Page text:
36" x 43"

I seem to be moving in the direction of more and more paper piecing, and my second paper pieced design has me longing for even more!

The plan is to make a pattern for this design.  I know, I say it all the time!  I'm in the beginning stages of figuring out the details.  I want to make a larger version in different colors, change the block assembly as well as using a larger size block.  Testing my pattern one more time!  I'll keep you posted...just in case anyone would like to test for me?!

The blocks inspired me to play with the quilting.  I had the start of an idea, but as with many of my quilts I tend to work on a section and then build from there.  Much like improv, it builds as I go.

Black quilts are always tough to photograph.  Either they are too black (like this one), or they are totally washed out.  Not to mention the camera picks up every single piece of lint even though I rolled it into submission with my lint roller.

It was an obvious choice to highlight the 'X' in the middle with 1/4" straight line quilting. There are areas I mimicked the triangles, added diamonds and tossed in more lines.  


I tried using my hera marker to lay down the lines, but as you can imagine it was difficult to see.

Instead I used this handy little chalk roller.  I think it might be a Clover Chaco-Liner Wheel, but I can't be sure.  It was another tool I yoinked from my daughter!

I was able to get good lines and see where I needed to go.  A word of advice, don't mark too many sections at once.  The chalk will brush off and you will end up having to remark your lines.

While I mostly used black thread, I also used orange for the 'X' and bigger orange sections. The triangles were left untouched.  

For the pattern (once I write it), I'm debating having different size blocks for three quilts. Small for a wall hanging, medium for a baby quilt and large for a lap quilt.  With little experience with patterns, I don't know if that is a 'thing' or the 'thing' to do.  If anyone has advice about this I would love to hear it!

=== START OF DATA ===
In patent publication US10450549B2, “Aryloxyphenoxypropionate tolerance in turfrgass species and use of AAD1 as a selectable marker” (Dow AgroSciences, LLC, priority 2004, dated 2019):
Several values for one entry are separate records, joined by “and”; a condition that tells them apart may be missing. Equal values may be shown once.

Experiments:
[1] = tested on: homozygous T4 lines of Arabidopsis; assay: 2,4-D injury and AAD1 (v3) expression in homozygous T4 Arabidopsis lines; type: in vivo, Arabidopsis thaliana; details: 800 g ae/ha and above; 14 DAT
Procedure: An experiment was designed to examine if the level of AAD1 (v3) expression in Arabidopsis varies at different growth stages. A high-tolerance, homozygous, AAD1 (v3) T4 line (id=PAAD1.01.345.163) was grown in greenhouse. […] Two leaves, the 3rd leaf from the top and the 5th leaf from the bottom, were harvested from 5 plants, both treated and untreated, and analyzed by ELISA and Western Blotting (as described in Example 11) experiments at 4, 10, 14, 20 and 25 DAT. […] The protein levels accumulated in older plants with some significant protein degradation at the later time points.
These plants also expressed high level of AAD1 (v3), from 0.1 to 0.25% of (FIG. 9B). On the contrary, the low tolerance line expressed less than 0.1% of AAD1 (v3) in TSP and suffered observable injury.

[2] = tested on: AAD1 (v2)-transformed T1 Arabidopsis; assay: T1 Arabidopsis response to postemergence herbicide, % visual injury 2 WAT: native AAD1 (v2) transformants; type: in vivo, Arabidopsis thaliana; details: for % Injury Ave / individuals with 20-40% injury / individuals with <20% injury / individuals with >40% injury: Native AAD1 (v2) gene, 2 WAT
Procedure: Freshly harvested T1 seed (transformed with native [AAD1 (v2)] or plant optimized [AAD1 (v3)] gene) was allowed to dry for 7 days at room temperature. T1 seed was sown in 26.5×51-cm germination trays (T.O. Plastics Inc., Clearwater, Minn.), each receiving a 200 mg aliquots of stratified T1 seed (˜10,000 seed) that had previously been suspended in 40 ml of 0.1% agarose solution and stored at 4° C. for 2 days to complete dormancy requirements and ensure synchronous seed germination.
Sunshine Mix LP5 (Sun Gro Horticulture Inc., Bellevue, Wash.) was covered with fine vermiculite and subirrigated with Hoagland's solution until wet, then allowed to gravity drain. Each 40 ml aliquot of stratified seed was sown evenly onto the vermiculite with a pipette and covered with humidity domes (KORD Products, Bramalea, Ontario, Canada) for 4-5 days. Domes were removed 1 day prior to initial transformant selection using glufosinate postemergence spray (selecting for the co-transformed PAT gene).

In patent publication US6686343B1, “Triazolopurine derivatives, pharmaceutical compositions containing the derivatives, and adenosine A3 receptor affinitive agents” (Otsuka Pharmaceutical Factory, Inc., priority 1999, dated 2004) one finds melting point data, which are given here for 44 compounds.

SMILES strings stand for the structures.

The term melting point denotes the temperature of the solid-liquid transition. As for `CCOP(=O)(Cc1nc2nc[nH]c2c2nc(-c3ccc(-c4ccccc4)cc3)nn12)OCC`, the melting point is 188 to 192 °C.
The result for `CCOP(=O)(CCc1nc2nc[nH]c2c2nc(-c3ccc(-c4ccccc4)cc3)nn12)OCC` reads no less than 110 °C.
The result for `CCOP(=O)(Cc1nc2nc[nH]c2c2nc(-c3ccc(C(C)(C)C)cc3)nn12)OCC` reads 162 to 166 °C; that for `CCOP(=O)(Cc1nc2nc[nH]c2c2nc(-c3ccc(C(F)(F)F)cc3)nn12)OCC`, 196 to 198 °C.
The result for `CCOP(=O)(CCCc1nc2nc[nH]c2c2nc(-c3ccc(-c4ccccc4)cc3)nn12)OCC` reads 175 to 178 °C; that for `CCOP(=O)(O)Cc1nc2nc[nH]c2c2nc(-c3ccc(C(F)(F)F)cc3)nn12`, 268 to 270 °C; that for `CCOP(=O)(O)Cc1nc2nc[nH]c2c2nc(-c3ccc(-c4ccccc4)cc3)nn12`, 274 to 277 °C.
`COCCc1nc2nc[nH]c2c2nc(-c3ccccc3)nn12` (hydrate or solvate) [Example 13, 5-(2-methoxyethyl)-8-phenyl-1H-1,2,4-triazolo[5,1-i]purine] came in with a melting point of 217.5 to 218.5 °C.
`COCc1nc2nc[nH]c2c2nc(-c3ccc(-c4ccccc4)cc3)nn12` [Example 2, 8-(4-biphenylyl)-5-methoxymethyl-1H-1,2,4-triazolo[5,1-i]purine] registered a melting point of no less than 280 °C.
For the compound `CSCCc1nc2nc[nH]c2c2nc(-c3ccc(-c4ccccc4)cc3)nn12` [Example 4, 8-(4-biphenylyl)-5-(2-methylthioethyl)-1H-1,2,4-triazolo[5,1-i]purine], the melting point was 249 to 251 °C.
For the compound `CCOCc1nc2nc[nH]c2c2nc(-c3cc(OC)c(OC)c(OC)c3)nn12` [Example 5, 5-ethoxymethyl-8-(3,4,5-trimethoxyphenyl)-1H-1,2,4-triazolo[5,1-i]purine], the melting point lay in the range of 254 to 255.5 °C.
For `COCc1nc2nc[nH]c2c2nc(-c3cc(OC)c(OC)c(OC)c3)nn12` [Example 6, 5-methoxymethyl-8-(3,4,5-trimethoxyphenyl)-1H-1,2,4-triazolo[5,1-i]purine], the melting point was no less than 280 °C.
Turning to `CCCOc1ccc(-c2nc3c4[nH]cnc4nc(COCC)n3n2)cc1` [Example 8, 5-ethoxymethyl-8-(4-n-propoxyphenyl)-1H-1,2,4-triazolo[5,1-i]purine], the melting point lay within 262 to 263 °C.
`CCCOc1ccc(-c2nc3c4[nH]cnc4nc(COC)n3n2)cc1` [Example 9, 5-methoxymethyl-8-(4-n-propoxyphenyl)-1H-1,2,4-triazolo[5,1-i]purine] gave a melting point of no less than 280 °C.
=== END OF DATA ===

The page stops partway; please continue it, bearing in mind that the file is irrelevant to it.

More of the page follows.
My next venture with this block will be using a different color palette.  I love the orange/black combination, but feel it's worth trying something different.  I've had a stack of my daughters hand dyed fabric she gifted to me years ago...they might finally have a future!  

Next to actually writing patterns, the next hardest part for me is naming a quilt!  For now I'm lovingly calling it Orange & Black!  Pretty original right?!  


Tuesday, January 17, 2017

Glue Basting A Zipper :: Tutorial

As promised, I have a tutorial for glue basting a zipper!!  Many of you most likely can stitch a zipper in like no one's business, and then there are people like me (tell me I'm not alone?!) who almost always have issues.      

This tutorial will show you what I do to ensure little or no slipping and sliding when installing a hidden zipper for pillows.  

Please Note:  I use the Hidden Zipper Tutorial from S.O.T.A.K Handmade.  I follow each step, with the exception of pinning the zipper in place.  

Gather your supplies: Quilted pillow top, two backing fabric pieces and your zipper of choice.

I happen to have this glue by Roxanne, but I also have Elmer's Washable Glue.  Both are perfect!  If you are using Elmer's Washable Glue, twist the cap half way open to restrict the flow. You don't need a special tip at all!

Marking the zipper with the width of the pillow back is a great idea.  That way you have a better chance of lining up the back panels.  Also make sure you center it between the zipper stops.

Squeeze a thin bead of glue from the markings to the middle of the zipper.  Lay your panel on the zipper lining it up at the mark.  


Using a hot dry iron (no steam), press and hold the iron on the fabric/zipper.  It doesn't take a long time, maybe 30 seconds.  Move the iron along the zipper until set.

Once the first half is set, I repeat the same process for the last half.  I do one half at a time so that I don't make a mess and get glue everywhere!  If I can make a mess...I will!


See!  The glue is magic!  The panel is secure to the zipper and it's nice and smooth.  The truth is gluing takes very little time.  I would almost bet it takes me longer to pin than glue! Plus, I'm not getting stuck with pins! 

The next step is stitching.  Just follow the tutorial and you can't go wrong.  Another bonus with this tutorial is you can use your regular foot!  I adjust the needle to the left or right until it's where I want it to be.